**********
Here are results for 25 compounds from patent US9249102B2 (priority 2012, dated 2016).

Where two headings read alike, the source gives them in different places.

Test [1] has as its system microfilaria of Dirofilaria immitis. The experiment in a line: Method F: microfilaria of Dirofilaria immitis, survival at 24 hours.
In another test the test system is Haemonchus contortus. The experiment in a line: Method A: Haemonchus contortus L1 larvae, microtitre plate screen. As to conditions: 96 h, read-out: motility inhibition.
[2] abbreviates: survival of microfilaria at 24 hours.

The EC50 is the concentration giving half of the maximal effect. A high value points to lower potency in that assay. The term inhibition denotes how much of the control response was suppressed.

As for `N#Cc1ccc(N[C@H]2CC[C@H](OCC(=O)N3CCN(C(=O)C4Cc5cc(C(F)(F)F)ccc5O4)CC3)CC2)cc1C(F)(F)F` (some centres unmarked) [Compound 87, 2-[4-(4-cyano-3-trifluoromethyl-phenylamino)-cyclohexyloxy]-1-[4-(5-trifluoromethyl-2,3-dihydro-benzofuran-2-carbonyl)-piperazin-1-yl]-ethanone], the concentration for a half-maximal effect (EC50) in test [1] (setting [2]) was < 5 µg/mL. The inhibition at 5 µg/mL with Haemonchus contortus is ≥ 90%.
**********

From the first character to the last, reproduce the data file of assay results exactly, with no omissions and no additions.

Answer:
Here are results for 25 compounds from patent US9249102B2 (priority 2012, dated 2016).

Where two headings read alike, the source gives them in different places.

Test [1] has as its system microfilaria of Dirofilaria immitis. The experiment in a line: Method F: microfilaria of Dirofilaria immitis, survival at 24 hours.
In another test the test system is Haemonchus contortus. The experiment in a line: Method A: Haemonchus contortus L1 larvae, microtitre plate screen. As to conditions: 96 h, read-out: motility inhibition.
[2] abbreviates: survival of microfilaria at 24 hours.

The EC50 is the concentration giving half of the maximal effect. A high value points to lower potency in that assay. The term inhibition denotes how much of the control response was suppressed.

As for `N#Cc1ccc(N[C@H]2CC[C@H](OCC(=O)N3CCN(C(=O)C4Cc5cc(C(F)(F)F)ccc5O4)CC3)CC2)cc1C(F)(F)F` (some centres unmarked) [Compound 87, 2-[4-(4-cyano-3-trifluoromethyl-phenylamino)-cyclohexyloxy]-1-[4-(5-trifluoromethyl-2,3-dihydro-benzofuran-2-carbonyl)-piperazin-1-yl]-ethanone], the concentration for a half-maximal effect (EC50) in test [1] (setting [2]) was < 5 µg/mL. The inhibition at 5 µg/mL with Haemonchus contortus is ≥ 90%.